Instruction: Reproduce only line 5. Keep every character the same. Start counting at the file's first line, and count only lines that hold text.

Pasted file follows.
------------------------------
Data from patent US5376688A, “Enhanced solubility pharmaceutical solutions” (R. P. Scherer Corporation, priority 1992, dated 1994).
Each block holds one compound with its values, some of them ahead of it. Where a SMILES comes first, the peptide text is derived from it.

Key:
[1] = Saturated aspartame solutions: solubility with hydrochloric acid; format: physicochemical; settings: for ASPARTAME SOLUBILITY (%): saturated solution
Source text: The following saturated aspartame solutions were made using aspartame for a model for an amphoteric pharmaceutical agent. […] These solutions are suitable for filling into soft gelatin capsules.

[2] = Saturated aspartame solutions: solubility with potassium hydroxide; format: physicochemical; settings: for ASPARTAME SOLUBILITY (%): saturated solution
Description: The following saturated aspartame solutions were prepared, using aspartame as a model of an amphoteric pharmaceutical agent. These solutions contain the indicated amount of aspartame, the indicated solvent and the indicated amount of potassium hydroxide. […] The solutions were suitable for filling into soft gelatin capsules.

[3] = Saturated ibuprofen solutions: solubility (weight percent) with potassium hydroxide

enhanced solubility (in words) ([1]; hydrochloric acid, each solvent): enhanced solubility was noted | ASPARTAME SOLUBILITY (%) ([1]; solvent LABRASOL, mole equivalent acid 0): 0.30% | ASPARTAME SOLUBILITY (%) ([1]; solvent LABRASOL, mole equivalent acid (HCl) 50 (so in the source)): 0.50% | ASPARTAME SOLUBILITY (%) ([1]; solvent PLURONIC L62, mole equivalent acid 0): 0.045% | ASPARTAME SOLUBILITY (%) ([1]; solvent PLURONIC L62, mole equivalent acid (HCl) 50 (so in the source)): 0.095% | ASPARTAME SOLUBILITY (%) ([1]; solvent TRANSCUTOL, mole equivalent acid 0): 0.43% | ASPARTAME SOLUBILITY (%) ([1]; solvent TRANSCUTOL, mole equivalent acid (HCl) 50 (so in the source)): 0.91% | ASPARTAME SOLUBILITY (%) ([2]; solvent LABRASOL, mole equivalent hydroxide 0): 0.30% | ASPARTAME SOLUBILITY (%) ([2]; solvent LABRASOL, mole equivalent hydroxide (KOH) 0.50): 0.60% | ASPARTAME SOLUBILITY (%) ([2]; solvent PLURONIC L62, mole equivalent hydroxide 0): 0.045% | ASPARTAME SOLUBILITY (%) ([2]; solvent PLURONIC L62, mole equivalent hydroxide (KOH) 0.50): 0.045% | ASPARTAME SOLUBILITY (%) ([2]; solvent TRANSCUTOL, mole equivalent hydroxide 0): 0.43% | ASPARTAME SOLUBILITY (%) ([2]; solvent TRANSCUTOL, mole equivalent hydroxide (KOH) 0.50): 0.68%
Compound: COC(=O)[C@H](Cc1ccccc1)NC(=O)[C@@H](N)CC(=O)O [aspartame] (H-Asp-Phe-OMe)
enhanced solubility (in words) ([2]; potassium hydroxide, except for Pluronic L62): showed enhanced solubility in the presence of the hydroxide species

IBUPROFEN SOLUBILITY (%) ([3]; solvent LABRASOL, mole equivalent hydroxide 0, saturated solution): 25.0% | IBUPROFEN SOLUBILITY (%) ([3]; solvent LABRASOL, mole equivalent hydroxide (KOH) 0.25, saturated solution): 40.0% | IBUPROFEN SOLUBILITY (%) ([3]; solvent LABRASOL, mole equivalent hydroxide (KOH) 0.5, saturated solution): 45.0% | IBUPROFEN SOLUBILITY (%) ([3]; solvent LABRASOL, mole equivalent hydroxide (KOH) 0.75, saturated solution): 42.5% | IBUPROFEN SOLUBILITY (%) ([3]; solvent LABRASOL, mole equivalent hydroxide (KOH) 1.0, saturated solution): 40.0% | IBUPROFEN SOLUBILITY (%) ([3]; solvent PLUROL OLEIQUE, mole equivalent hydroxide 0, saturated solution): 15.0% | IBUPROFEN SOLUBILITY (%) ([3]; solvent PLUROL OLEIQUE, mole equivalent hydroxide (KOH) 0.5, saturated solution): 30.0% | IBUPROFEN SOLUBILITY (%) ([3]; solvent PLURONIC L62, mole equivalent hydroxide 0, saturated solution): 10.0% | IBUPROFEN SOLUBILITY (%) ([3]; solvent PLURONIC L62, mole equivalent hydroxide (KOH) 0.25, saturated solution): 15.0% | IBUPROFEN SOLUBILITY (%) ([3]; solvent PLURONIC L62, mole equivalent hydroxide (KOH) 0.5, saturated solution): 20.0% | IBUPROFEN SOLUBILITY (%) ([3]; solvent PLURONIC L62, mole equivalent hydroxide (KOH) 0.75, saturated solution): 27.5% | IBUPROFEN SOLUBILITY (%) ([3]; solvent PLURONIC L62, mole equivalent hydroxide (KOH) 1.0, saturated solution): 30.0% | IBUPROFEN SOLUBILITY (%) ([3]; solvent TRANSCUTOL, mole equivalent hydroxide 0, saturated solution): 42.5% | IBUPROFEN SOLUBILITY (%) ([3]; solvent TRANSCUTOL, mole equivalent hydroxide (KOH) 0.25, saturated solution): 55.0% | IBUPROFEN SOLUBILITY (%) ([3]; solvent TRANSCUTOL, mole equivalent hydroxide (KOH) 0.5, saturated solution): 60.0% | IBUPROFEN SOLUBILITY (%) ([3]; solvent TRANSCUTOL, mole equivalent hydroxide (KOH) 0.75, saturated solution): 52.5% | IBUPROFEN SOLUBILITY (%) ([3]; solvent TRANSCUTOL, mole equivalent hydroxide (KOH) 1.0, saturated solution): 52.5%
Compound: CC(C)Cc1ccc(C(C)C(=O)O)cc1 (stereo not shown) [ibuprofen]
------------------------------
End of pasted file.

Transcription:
Source text: The following saturated aspartame solutions were made using aspartame for a model for an amphoteric pharmaceutical agent. […] These solutions are suitable for filling into soft gelatin capsules.